The DWDM filtering technology and multiplexing hierarchy must also account for the difference in spectral bandwidth of the 10- and 40-Gbit/s signals. The channel spacing for 40-Gbit/s transmission is typically 100 GHz, so if all channel slots were limited to this spacing then the 10-Gbit/s channels would only have a spectral efficiency of 0.1 bits/Hz, which is bandwidth inefficient. The spectral bandwidth, laser accuracy, and filter center-frequency accuracy of 10-Gbit/s channels permits channel spacing of 50 GHz , evolving to 25 GHz as laser and filter specs improve. One method of permitting mixed 10 and 40 Gbit/s in the same band is the use of sub-bands that can then either be configured as 10-Gbit/s sub-bands or 40-Gbit/s sub-bands, with their own associated filtering technology at the sub-band level.
Operational cost savings are associated with moving to 40-Gbit/s line rate, including reduced power—approximately 40% reduction in watts per Gbit, reduced space—a 50% reduction, service velocity—75% fewer wavelengths to commission, and lower maintenance costs—75% fewer wavelengths to manage.
On the other hand, increasing the DWDM line rate to 40 Gbit/s leads to increased propagation penalties with chromatic dispersion, polarization-mode dispersion, and fiber nonlinear distortion. Although 40-Gbit/s systems must be designed to tolerate, or automatically compensate for these impairments, they can make the system harder to commission and maintain. These impairments lead to new test and measurement requirements in the field for which current 40-Gbit/s test equipment is not designed. The 40-Gbit/s DWDM system should include integrated test capabilities such as bit-error-rate test set, eye-diagram analyzer, dispersion tolerance, and Q measurement. These tools are essential to allow rapid installation, turn-up, and ongoing management of 40-Gbit/s DWDM systems and will be critical to providing carriers with operating expenditure benefits of migrating to a 40-Gbit/s line rate.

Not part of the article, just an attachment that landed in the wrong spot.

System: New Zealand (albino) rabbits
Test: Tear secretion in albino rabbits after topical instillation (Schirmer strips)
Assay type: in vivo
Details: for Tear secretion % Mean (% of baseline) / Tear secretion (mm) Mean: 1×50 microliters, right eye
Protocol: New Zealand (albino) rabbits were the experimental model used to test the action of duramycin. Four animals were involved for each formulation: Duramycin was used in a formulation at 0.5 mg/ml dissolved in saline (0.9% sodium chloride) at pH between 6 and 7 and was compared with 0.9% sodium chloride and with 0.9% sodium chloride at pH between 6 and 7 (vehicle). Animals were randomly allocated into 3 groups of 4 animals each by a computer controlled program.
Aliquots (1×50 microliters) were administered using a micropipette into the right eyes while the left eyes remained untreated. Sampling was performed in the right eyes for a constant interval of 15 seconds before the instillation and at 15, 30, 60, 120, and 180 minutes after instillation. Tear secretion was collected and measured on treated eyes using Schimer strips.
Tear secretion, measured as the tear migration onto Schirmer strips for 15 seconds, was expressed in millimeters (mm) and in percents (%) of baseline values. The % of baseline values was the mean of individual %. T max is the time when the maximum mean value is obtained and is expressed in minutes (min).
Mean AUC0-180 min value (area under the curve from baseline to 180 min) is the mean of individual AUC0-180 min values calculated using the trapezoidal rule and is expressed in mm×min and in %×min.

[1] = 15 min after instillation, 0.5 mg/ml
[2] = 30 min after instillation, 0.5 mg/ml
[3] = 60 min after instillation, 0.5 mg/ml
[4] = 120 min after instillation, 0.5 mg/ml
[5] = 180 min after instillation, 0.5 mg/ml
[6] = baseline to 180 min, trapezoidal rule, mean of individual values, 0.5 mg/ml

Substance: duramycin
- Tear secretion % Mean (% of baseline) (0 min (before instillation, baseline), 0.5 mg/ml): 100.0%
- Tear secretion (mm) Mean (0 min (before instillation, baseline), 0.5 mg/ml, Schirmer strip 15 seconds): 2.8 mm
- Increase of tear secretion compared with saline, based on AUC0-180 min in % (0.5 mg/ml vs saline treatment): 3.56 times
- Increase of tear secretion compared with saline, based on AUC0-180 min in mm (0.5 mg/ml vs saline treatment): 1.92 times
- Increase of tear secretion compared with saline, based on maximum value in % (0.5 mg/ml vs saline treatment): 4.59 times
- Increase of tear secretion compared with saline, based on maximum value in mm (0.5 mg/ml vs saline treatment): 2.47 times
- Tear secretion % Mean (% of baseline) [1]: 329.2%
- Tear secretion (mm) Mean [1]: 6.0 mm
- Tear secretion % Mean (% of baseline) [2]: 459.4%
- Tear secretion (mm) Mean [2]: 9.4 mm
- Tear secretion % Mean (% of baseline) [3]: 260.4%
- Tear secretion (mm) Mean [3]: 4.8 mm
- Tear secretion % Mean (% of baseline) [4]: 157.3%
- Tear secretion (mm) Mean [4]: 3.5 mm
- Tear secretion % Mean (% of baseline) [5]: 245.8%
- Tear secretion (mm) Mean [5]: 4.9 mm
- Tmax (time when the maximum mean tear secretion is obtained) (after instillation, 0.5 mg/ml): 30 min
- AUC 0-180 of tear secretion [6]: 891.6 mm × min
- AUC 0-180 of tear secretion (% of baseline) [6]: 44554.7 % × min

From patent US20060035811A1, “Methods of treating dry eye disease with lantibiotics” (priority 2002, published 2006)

Ross Saunders is director of product line management at Ceyba, 450 March Rd., Ottawa, Ontario K2K 3K2, Canada. He can be reached at firstname.lastname@example.org.